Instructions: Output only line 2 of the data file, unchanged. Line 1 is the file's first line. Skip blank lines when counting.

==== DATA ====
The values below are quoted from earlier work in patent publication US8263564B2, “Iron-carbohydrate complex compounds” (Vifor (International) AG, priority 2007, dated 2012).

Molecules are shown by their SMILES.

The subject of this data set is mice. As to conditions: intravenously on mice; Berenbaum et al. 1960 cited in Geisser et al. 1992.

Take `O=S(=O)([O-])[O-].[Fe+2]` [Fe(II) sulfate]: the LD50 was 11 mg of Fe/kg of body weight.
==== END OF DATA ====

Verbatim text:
Molecules are shown by their SMILES.